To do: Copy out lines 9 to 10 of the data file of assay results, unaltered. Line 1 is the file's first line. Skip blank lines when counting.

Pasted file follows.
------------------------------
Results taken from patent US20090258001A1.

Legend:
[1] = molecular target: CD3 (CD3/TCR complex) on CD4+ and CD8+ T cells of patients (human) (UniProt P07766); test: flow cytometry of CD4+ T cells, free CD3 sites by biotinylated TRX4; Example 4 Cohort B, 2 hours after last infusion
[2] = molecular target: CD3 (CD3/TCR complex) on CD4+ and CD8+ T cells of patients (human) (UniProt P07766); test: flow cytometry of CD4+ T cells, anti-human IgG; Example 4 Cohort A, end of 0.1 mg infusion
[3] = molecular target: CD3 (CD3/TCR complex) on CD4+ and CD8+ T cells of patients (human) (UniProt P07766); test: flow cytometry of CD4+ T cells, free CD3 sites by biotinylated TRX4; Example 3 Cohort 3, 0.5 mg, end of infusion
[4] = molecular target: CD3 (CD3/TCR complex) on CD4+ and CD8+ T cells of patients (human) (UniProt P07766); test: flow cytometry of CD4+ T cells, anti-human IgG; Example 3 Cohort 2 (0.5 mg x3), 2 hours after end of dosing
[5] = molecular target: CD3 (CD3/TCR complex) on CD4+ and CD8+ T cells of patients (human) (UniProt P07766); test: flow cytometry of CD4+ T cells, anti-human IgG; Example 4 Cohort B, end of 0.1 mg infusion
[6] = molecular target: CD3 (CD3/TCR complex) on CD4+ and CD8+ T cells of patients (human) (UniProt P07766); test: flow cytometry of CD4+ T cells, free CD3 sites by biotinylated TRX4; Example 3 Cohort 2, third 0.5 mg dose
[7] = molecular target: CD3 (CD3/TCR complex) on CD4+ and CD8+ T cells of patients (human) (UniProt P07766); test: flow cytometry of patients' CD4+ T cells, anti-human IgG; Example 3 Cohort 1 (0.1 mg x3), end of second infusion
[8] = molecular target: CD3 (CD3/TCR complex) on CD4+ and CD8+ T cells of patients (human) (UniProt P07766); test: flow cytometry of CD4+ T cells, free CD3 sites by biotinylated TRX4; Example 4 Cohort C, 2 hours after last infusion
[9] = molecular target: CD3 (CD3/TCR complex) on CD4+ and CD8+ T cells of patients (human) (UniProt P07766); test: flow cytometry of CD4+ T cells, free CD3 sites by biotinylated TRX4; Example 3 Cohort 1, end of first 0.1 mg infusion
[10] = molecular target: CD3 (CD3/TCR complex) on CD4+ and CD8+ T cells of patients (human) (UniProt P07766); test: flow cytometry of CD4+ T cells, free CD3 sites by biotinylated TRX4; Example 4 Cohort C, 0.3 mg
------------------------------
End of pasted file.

[7] = molecular target: CD3 (CD3/TCR complex) on CD4+ and CD8+ T cells of patients (human) (UniProt P07766); test: flow cytometry of patients' CD4+ T cells, anti-human IgG; Example 3 Cohort 1 (0.1 mg x3), end of second infusion
[8] = molecular target: CD3 (CD3/TCR complex) on CD4+ and CD8+ T cells of patients (human) (UniProt P07766); test: flow cytometry of CD4+ T cells, free CD3 sites by biotinylated TRX4; Example 4 Cohort C, 2 hours after last infusion